Systematic identification of PMI risks in the due diligence process
[this blog is an excerpt from an interview with me]
"My experience has shown that there are certain risks that can always be observed in an acquisition."
According to your experience, what merger integration risks are there?
Every takeover of a company is associated with numerous risks. On the one hand, there may be unpleasant surprises lurking in the target company, but on the other hand, integration itself also holds many dangers. Finally, risks may also be present in the organization and strategy of the acquiring company.
There are many examples of what can happen in a merger. Particularly in the software industry, it is not uncommon for employees to leave the target. The following points are therefore crucial for the success of an integration process:
How can I motivate relevant employees to stay?
Are there opportunities to document their know-how and make it available to the company in a sustainable manner?
Is the target company really in possession of all intellectual property rights?
Project risks in the context of a merger and the resulting integration already arise during the definition of the project scope, the assessment of the necessary resource expenditure as well as during the coordination of its implementation.
How can the risks of merger integration be classified?
The most comprehensive classification is based on the findings of the merger integration expert Dr. Johannes Gerds. My recommendation is that every company should use this as a basis for identifying risks and identify the problems specific to the company. These can be summarized in a risk catalogue and subsequently supplemented by further project-specific risks during the concrete due diligence. This provides an extremely solid basis for the entire risk management process.
What is the best way to identify risks?
In any case, a structured approach is advisable. As a rule, this is based on a company-specific risk catalogue, which is used in every due diligence. But first and foremost, the project and its integration should be examined from a neutral perspective. In the course of a risk workshop, the entire project-specific risks can then be identified and assessed together with all experts and managers involved.
It is always important to adopt and maintain a neutral position. This not only serves the critical questioning of hypotheses regarding adoption and integration, but also a concretization of the entire planning to be carried out. As a rule, this can be done by the finance department and the central units of the organization that are assigned to support acquisitions.
What are the most common risks?
My experience has shown that there are certain risks that can be observed again and again in an acquisition. These are primarily personnel attrition, serious differences in the corporate culture as well as an underestimation of the actual integration effort and the project management requirements in the case of more complex integrations.
Which risks can have the most adverse effects?
This question must always be considered in connection with the size of the buying company and the company to be bought. In the case of smaller acquired companies, the departure of a few key employees can have a major impact on the success of a merger. However, integration often suffers from a lack of experience on the part of the project members involved as well as insufficient resources on the part of the acquired company.
Large companies, on the other hand, often underestimate the complexity and effort required for integration. In addition, the cultural differences between the company buying and the company to be bought also involve a recurring risk potential.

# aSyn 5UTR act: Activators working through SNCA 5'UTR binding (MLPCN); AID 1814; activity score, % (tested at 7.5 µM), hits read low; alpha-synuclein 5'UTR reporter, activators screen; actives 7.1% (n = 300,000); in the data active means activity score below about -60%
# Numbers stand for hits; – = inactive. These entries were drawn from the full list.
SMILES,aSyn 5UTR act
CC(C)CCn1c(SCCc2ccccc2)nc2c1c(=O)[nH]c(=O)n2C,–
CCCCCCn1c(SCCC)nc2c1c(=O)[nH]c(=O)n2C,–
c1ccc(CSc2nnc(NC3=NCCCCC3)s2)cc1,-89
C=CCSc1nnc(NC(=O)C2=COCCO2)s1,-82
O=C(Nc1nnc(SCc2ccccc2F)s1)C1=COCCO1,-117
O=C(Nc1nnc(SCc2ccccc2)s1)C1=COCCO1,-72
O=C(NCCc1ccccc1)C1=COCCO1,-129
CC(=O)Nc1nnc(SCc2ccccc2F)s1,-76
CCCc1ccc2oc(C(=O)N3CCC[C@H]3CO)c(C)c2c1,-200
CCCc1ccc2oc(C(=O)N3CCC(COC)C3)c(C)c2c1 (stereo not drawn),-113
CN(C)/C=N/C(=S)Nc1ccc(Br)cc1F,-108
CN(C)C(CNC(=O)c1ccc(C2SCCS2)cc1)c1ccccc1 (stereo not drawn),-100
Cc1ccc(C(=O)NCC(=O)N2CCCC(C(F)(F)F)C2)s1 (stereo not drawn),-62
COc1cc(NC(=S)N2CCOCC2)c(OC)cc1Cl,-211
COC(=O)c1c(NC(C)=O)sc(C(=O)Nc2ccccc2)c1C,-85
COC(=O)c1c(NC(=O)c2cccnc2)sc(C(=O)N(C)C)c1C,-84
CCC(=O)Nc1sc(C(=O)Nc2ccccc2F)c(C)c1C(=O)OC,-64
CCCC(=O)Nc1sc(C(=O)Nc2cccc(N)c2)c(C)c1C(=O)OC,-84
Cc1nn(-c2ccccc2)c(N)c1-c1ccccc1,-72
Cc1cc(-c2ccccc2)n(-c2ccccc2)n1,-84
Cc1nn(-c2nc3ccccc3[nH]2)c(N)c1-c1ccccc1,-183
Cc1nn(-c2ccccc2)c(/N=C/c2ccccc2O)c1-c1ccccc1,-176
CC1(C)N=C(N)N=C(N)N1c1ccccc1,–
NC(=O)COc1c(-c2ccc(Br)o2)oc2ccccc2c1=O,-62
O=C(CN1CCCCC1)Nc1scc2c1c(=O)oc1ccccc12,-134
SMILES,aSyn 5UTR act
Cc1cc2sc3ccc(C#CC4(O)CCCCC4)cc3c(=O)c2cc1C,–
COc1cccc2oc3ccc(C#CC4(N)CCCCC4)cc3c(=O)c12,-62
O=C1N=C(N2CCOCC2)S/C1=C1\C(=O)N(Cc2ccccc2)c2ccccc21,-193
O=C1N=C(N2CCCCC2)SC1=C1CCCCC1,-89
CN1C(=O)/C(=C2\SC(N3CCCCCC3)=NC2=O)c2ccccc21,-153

Medium-sized companies tend to show mixed forms of problems with mergers, such as those found in small or large companies. Although the resources are often better and often more experience is available than for smaller companies, there are the risks known from them. But even the acquiring company can create considerable distortions through wrong decisions and negatively influence the success of an integration. Examples of this can be found in surprising strategy changes or sudden changes in the receiving organization in the middle of the integration process.
Once risks have been identified, how should they be dealt with afterwards?
In my view, there are four very typical approaches to dealing with risks: Ignoring and observing or actively initiating countermeasures and sales. Of course, the first approach is the easiest, but also the most dangerous way. Therefore, it is not really recommended, even if the probability of these risks is minimal. Perhaps I should note at this point that we are not talking about probabilities in the statistical sense, but rather about assumptions, i.e. assumptions about the probabilities of occurrence. According to this, even a risk with a low probability of occurrence can occur at any time, precisely because one does not know its probability.
Observation appears to be the most sensible step for risks that are unlikely or can hardly have any consequences for the success of the project. They are identified and regularly checked to see whether their probability of occurrence and thus their influence on the success of the project have changed. Accordingly, active countermeasures can be taken in good time in the event of an expected hazard potential.
But one can already act in advance and take countermeasures if the occurrence of risks is to be avoided for very pragmatic or political reasons. An example of this is the impending departure of relevant employees, which can be prevented at least temporarily by contractual regulations. In this way, time can be gained which is actively used to transfer their relevant knowledge about products or workflows in the company to be purchased to other persons or to document them if necessary.